Prowling through the trees in southwest Austin, two bobcats were seen by an Austin cyclist, who snapped a rare picture after a run-in with the cats.
The spotted bobcats were seen just off the southern section of the Violet Crown Trail, near the Lady Bird Johnson Wildflower Center on Sunday morning by long-time Austinite Maxwell Johnston. He was cycling down the trail when he saw what he thought was a house cat. He took a photo of one bobcat, feeling unthreatened, but just before he could snap a photo of the other one, it scurried away.
Bobcats are native to North America and are one of the most common wildcats in the region. While they reside throughout Texas and prefer habitats much like the Hill Country, bobcats are not often spotted in the wild in the Austin area, let alone captured on camera.
According to the Texas Parks and Wildlife Department, the rarity of sightings likely comes from the species' reclusiveness and largely nocturnal habits.
Johnston said that it was his first sighting of a big cat, but hopes to have the experience again.
"I've never seen any wild bobcats before, and I've lived here for 25 years," Johnston said. "(It was a) very cool experience and I would love to come across one again."
Even though they are not often seen by humans, Texas Parks and Wildlife state mammologist Jonah Evans said that bobcats are becoming more comfortable with people in state and national parks.
"There are parks where they've become pretty used to people and people can go see him fairly regularly," Evans said. "Obviously that's not ideal. We like animals to maintain their fear of humans, but there are places where you can see bobcats fairly regularly."
Evans has had some bobcat sightings himself and, like Johnston, has never felt endangered by their presence.
"I've seen maybe a handful of bobcats in the wild and I've always been excited when I did," Evans said. "(I) never had even a second of thought of like, 'Oh no, I might be in danger' or something like that. They just aren't really a threat to people."
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Austin FC will take a break from the pitch and join in the SXSW festivities as the club hosts Major League Soccer's esports finals at ACL Live on Sunday.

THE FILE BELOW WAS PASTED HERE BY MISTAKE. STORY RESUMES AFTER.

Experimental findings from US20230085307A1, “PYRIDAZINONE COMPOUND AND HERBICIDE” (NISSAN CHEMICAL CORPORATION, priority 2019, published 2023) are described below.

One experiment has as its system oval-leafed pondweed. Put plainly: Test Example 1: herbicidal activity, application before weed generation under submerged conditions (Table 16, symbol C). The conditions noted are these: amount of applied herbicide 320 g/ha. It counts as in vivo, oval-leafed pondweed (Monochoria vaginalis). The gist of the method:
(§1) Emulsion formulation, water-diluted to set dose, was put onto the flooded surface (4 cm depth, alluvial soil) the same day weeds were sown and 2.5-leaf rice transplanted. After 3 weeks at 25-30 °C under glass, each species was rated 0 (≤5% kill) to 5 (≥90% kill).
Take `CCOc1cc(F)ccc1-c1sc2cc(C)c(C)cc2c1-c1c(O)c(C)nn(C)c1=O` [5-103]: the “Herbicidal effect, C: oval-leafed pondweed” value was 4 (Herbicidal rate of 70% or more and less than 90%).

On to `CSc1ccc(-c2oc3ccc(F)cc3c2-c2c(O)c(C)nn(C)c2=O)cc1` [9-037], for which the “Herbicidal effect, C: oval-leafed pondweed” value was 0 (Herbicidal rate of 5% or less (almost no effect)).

The Moody Theater will welcome the best esports players of EA Sports FIFA 22, including Austin FC's 11th-seed competitor John Bitsoe Garcia (who goes by the gamer tag xVERDE,) for the final round of the virtual tournament.
Leaving the competition in a trail of black & verde ⬛🟩@xbleu7 | @AustinFC#eMLS Player Bios pres. by @Pringlespic.twitter.com/oWPA6MUCoD
— 🎮 Major League Soccer | #eMLS (@eMLS) January 29, 2022
The winner will take more than just bragging rights for themselves and their MLS team—they'll also have a grand prize of $35,000 at stake and have a chance at qualifying for the FIFAe World Cup title.
The free event is open to SXSW goers and the general public alike starting at 2 p.m., with the final beginning at 5:30 p.m.
While it won't have the same gameday atmosphere as Austin FC's Q2 Stadium, the action-packed event will be announced by the club's own Michael Lahoud and will include free drink tickets, an Adidas sneaker giveaway, customizable eMLS Cup jerseys and an afterparty with live music from KennyHoopla. Fans will also be able to test out their gaming skills themselves with plenty of open-play FIFA 22 stations.
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Heading into the start of SXSW, Mayor Steve Adler made a pitch for the city to become more crypto-friendly.
“In Austin we are thinking big and bold and want to live up to the moniker of being the city where good ideas go to become real,” Adler said.
Specifically, the city will look into the launch of an Austin-based crypto coin, which cities like Miami have, as well as a startup accelerator to encourage entrepreneurs with interest in Web3.
Later this month, city council will review two crypto-related resolutions. One calls for the city manager to investigate applications for crypto in the city such as ways to accept it as payment. Another encourages the city to become a leader in Web3 tech.
People in the local crypto scene celebrated the possibility of city leaders and other officials becoming more engaged.
“I think the more we have those sessions, the better,” McNutt said. “I hadn’t heard this Mayor Adler thing, but I think that’s incredible. I would imagine more of that stuff will come down the pipeline, which is extremely exciting. It makes me feel really happy to live here.”
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